The United States opens its borders to European travelers
European citizens can re-enter the U.S. starting on Nov. 8 with a negative PCR 72 hours before their trip.
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The air traffic that fell into decline during the pandemic has been reactivated in recent months and on Nov. 8, added a new phase: the arrival of travelers from Europe after 20 months, but also from China, India, Iran, South Africa or Brazil. Those who want to travel will have to be fully vaccinated and show a negative PCR test 72 hours prior to the trip.
The European Union awaited the opening with anxiety and some anger since the continent had opened its doors to vaccinated Americans at the beginning of the Summer. Now, the United States is preparing to receive thousands of tourists through the Atlantic corridor, as well as business people, relatives visiting others in the country, workers and students.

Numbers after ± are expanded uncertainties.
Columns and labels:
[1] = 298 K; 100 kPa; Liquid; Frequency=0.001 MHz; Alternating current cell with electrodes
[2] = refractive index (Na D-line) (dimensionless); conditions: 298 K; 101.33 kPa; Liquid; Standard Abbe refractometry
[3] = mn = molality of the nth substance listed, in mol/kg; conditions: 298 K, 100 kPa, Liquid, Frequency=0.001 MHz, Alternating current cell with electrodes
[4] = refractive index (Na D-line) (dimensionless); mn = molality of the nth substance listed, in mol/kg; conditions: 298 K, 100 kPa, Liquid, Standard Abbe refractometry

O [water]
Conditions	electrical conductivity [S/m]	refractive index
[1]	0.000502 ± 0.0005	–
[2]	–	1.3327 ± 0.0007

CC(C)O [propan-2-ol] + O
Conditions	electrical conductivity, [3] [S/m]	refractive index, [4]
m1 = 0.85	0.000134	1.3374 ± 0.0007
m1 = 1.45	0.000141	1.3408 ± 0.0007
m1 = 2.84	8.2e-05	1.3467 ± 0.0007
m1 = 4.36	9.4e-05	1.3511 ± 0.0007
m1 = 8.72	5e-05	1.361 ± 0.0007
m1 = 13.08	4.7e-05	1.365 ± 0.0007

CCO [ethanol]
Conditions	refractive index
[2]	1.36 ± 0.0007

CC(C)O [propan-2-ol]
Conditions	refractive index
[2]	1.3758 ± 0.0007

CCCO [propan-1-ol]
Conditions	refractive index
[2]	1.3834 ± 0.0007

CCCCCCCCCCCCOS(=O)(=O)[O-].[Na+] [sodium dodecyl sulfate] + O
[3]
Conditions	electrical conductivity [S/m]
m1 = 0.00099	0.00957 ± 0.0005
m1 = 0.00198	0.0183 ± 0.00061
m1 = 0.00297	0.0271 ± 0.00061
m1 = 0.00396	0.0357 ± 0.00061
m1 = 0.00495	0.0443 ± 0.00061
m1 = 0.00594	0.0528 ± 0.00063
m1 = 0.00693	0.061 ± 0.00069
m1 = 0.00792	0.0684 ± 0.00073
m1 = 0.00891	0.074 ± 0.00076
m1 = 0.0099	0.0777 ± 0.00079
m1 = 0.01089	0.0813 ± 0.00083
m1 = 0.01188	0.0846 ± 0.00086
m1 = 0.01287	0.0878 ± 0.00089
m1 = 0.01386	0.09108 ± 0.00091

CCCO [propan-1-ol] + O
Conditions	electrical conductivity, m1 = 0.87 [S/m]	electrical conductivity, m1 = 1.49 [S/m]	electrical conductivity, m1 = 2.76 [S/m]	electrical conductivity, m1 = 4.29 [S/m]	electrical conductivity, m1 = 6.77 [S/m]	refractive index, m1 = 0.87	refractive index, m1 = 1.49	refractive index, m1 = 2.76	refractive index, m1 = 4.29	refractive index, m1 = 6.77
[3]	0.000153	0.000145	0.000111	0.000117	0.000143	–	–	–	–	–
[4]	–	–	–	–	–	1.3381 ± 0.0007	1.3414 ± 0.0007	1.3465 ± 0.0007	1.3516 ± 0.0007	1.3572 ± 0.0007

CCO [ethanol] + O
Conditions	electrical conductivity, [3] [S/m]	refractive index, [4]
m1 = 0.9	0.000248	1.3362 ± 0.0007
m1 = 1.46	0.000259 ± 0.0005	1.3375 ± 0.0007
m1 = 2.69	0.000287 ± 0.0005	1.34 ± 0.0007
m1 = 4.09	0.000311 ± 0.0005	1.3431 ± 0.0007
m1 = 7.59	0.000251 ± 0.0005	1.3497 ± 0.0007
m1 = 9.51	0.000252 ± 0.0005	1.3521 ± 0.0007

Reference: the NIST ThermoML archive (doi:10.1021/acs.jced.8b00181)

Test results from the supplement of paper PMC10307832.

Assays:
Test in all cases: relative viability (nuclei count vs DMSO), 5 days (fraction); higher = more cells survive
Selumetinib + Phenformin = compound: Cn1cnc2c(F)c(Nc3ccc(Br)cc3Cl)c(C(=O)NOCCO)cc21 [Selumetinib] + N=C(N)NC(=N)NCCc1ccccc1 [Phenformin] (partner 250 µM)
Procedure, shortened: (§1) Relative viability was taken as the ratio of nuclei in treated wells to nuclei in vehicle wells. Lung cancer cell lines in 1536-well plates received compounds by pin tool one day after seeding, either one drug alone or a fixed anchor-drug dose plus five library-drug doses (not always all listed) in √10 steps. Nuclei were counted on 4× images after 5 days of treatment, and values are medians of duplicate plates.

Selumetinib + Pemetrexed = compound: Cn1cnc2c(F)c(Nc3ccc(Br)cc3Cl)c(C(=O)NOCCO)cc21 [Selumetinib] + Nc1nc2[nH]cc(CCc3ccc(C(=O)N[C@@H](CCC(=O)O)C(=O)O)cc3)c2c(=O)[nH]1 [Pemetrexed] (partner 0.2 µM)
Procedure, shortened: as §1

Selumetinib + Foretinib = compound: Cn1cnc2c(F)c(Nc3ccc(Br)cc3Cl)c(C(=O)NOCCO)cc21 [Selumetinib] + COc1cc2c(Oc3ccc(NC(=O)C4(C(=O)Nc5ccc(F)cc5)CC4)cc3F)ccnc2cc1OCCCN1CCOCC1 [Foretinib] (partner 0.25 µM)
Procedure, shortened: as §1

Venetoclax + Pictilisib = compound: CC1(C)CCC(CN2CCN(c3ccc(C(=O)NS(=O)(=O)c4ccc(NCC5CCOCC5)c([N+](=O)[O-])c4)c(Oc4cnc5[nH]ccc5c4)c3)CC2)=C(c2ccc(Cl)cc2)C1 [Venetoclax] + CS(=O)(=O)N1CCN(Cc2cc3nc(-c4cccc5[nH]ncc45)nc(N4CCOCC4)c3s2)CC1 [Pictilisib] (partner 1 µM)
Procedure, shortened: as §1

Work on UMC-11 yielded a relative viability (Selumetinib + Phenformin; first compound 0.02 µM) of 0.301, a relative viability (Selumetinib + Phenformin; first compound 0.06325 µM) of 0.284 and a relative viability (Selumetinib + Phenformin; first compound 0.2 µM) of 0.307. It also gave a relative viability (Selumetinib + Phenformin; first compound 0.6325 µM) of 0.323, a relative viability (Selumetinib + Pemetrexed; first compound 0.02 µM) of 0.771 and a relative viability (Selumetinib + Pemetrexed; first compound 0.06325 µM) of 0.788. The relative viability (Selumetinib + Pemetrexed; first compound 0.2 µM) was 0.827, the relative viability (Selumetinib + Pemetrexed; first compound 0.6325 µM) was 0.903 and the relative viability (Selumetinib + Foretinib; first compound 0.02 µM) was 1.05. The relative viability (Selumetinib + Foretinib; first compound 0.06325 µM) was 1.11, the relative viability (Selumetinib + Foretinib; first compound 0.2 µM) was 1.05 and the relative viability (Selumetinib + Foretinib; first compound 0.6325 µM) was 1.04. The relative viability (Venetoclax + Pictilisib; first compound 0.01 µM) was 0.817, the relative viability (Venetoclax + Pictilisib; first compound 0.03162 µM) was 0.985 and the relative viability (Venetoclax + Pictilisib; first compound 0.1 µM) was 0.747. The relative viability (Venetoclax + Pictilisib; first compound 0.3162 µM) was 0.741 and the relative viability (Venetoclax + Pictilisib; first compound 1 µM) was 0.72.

Europeans were one fifth of the 80 million tourists the U.S. received each year before the pandemic. The time between Thanksgiving and New Years is preferred by visitors. The escalation of prices in travel has not been long in coming due to a growing demand after so long.
It was former President Donald Trump that decided to first apply the restrictions on the entry of European travelers. President Joe Biden has maintained the restrictions since his arrival in the White House in January, but now Europeans have the ability to travel to the U.S. outside of essential reasons by plane or across the Mexican and Canadian borders.
Until now, only foreigners who had permanent residence or a specific visa with which they had to request an exception to enter the country could travel to the United States. Many had to quarantine for two weeks in other countries, such as Mexico or Costa Rica, before flying.